UK Says Phorm Clickstream Tracking Is Okay... If Clearly Explained To Customers

from the we'll-see-what-customers-say dept

With US-based clickstream tracking company NebuAd on the rocks, similar UK competitor Phorm has actually received approval from the UK government, despite concerns over legality. Apparently, the UK has decided that as long as Phorm clearly states what's happening, allows easy opt-outs (even if users change their minds later), then it's fine. What's not clear, though, is how the government will treat Phorm's early tests, which did not include clear notification or easy opt-outs. In the meantime, if such programs really are clearly communicated to users, do you think enough people would opt-in to make it worthwhile?
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Filed Under: clickstream tracking, uk
Companies: phorm

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  1. identicon
    Kent Begum, 19 Sep 2008 @ 8:34am

    This article could have come jointly from the we’ll-see-what-the-European-Commission-says dept. It would be like the USA deciding on net neutrality and then allowing one state to go off and do whatever they wanted to with their little bit of the Internet. If a UK ISP is allowed to intercept the communications between one of their customers and, say, someone in Germany, they’ll be intercepting the communications of the Brit and of the German. Whether the UK government likes it or not, it has to fit in with the rest of the EU.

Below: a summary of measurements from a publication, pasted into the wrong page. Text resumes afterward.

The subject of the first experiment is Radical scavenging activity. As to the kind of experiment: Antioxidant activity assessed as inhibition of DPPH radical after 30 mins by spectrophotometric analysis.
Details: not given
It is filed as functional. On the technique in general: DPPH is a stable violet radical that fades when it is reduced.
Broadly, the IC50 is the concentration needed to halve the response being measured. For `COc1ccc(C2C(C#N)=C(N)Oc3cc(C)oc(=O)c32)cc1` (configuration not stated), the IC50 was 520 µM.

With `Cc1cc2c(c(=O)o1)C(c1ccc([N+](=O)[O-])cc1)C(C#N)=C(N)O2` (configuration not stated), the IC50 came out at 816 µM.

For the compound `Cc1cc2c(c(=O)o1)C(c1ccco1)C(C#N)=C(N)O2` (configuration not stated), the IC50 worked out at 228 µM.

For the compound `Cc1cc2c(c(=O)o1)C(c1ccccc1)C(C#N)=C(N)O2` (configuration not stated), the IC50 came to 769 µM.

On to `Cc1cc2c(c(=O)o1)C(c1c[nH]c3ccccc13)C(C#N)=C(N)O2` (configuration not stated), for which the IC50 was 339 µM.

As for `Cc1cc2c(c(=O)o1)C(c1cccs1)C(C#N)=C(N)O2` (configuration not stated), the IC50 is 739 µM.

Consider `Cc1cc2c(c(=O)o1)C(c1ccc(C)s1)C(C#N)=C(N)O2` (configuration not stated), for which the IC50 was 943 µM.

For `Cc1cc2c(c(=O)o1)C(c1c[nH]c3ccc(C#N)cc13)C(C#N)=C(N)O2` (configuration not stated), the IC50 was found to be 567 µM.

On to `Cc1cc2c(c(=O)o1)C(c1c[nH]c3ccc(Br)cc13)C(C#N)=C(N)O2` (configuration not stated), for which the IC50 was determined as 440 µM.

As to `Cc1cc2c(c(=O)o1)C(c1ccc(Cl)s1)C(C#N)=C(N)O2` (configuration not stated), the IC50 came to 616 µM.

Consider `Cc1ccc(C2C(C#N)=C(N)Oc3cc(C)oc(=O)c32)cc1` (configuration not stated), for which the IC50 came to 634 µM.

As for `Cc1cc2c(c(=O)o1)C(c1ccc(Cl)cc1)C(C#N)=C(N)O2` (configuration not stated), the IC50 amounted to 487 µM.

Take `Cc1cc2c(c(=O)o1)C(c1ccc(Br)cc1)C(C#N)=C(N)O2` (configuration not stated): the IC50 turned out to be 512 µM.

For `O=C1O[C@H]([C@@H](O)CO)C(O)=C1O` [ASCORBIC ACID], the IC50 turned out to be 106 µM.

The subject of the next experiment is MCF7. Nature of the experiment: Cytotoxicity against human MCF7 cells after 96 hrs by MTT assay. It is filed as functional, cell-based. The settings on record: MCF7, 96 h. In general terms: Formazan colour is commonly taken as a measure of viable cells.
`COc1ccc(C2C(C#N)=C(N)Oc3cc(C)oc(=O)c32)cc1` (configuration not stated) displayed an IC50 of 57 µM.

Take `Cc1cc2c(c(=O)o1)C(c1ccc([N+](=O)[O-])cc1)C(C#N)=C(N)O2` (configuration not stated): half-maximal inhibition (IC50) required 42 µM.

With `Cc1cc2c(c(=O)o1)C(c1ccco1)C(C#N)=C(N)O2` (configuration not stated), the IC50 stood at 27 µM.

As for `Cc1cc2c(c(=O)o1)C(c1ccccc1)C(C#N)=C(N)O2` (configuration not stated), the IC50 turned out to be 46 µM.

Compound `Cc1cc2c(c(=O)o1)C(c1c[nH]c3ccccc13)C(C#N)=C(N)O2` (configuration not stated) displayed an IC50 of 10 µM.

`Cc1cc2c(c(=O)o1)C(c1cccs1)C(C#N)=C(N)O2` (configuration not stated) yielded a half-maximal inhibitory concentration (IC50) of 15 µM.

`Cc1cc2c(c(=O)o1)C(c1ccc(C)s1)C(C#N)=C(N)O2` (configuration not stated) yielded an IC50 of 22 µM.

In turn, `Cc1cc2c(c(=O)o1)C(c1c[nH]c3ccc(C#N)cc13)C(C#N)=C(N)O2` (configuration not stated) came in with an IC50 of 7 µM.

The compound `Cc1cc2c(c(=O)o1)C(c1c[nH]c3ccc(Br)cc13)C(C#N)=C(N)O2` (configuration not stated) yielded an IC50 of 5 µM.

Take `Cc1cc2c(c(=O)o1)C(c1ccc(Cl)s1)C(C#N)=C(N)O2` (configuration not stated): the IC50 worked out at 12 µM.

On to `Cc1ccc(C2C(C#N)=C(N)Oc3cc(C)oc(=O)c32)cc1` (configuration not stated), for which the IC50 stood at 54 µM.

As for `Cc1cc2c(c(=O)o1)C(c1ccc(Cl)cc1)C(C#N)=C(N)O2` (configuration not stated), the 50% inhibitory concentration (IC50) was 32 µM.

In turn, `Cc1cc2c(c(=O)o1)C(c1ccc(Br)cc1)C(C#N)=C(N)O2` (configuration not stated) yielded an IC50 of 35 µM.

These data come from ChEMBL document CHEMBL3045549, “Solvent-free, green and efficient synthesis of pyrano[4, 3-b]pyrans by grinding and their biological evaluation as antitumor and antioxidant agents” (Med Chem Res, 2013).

There is concern that the ISPs wouldn’t clearly communicate the implications of Phorm’s product to their customers. They’ll claim ‘better’ adverts and that your computer will be infected with malware or you’ll lose all your money to phishing, if you don’t sign up. All the negatives are likely to be downplayed and buried in a ‘privacy policy’, and I think we know Mike’s views on those.

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